H.F. Ahmanson & Co. won the bidding for the 61 California branches Wells Fargo & Co. is divesting in conjunction with its merger with First Interstate Bancorp.
The deal is a coup for Irwindale, Calif.-based Ahmanson, parent of $50.5 billion-asset Home Savings of America, which is breaking out of the mold of a mortgage-oriented thrift company to become a more rounded retail bank.
Ahmanson, the nation's biggest thrift company, is paying $206 million, a premium of 8.11% on the 61 offices' $2.5 billion of deposits. They also come with $1.3 billion of loans.
An investment banker who represented an unsuccessful bidder for the branches, and asked not to be named, rated the premium as "rich - more than twice the 4% paid in comparable transactions in the past."
Ahmanson chairman Charles R. Rinehart said that although his company submitted the highest bid, one other offered a premium above 8%. He did not name that bidder.
He said the deal would probably close in the third quarter and be accretive to earnings this year. Ahmanson is using more than $750 million in pretax proceeds from its own recent branch divestitures in Illinois and New York, on which it also received premiums in excess of 8%.
With the former First Interstate outlets, and before some planned closings, Home Savings would be increasing its full-service branches in California by 23%, to 323; and deposits in the state by 9%, to $29 billion.
Mr. Rinehart called the agreement "a terrific opportunity" that gives Ahmanson a "springboard to accelerate its transition into commercial banking."
The Justice Department and California's attorney general required Wells to divest the branches to preserve competition, particularly in small- business lending.
Ahmanson, like most other major California thrifts, is new to small- business lending and many other kinds of nonmortgage consumer credit. Its win of the First Interstate auction surprised observers, who thought regulators would prefer a commercial bank buyer.
More than a dozen organizations entered the bidding. Nine - three thrifts, five banks, and one consortium of community banks - were finalists.
Alan Fisher, executive director of the California Reinvestment Committee, a San Francisco-based affordable housing advocate, said he plans to protest Ahmanson's acquisition on community reinvestment grounds. He noted that the company has stopped making multifamily loans for subsidized affordable housing. (See page 8.)
Mr. Rinehart said he was confident that the Office of Thrift Supervision and the Federal Deposit Insurance Corp. will approve the transaction, because they will view Ahmanson as a potentially strong, customer-service-oriented competitor.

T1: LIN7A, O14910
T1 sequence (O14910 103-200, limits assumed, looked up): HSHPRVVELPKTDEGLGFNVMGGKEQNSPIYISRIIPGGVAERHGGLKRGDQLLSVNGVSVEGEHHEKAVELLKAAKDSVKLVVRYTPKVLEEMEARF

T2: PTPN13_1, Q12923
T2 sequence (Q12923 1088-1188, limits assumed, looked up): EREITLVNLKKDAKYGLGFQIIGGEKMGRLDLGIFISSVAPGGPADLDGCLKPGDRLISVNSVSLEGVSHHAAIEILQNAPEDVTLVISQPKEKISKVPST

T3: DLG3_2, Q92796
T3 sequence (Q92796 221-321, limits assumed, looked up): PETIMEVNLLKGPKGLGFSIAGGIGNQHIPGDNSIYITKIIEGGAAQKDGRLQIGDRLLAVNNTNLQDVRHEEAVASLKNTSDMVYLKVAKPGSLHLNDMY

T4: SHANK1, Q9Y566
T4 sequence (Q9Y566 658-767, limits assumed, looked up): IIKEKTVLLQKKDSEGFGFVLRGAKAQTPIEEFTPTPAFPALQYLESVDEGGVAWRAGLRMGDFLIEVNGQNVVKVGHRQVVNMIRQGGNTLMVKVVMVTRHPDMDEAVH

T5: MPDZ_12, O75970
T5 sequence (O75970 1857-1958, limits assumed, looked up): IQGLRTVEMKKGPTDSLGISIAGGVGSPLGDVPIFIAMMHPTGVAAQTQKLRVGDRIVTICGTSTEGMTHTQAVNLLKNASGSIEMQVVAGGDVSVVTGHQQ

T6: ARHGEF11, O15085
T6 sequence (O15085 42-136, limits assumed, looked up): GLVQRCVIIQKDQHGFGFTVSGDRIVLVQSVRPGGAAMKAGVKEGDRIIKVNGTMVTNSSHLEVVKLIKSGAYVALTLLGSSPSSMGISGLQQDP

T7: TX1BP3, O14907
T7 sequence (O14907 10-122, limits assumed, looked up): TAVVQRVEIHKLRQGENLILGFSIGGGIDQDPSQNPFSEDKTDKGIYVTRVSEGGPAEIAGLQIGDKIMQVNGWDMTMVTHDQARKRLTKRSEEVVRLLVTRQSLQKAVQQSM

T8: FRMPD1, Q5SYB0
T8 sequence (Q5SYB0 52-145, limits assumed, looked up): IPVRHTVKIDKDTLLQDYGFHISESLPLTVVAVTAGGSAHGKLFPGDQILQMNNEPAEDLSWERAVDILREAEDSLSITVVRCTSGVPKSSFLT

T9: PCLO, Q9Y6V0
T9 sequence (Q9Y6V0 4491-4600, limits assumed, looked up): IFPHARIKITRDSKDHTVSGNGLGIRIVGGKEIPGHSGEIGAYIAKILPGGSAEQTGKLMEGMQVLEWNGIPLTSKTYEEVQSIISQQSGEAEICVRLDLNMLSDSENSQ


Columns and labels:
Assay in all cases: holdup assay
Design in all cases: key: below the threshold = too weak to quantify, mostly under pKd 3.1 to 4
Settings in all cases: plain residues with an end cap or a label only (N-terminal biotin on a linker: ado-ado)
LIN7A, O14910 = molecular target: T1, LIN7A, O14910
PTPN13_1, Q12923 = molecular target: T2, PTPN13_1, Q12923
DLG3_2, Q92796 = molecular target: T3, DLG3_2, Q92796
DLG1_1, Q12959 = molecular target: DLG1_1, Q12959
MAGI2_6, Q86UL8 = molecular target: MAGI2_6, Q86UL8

In the fall, Home Savings received an "outstanding" community reinvestment rating. Mr. Rinehart said the approximately $200 million of subsidized multifamily affordable housing loans made by the thrift are a tiny part of Ahmanson's overall lending to minorities and the poor.
About 70% of the deposits to be acquired are in San Diego, Sacramento, Kern, Riverside, and Ventura counties. The acquisition would increase Ahmanson's San Diego market share from 11% to 13.7%; its Sacramento share from 4.1% to 8%; its Kern share from 8% to 17.9%; its Riverside share from 9.95% to 11.7%; and its Ventura share from 12.8% to 15.3%.
The acquisition would bring 214,000 households into the Ahmanson network. Mr. Rinehart said all of the 781 First Interstate employees in the branches would be offered jobs at Ahmanson.
Ahmanson anticipates closing as many as 27 branches after the acquisition and taking a related restructuring charge of 6 cents to 9 cents per share. Mr. Rinehart said most of those would be Home Savings facilities near First Interstate branches.
Aside from the current 262 California branches, Ahmanson has 81 in three other Sunbelt states.
Regulators required Wells Fargo to obtain divestiture agreements before completing its merger, which is scheduled for April 1.
San Francisco-based Wells cleared another hurdle for the merger Thursday morning when more than 98% of First Interstate shareholders voting approved the deal. Wells shareholders were expected to approve it Thursday afternoon.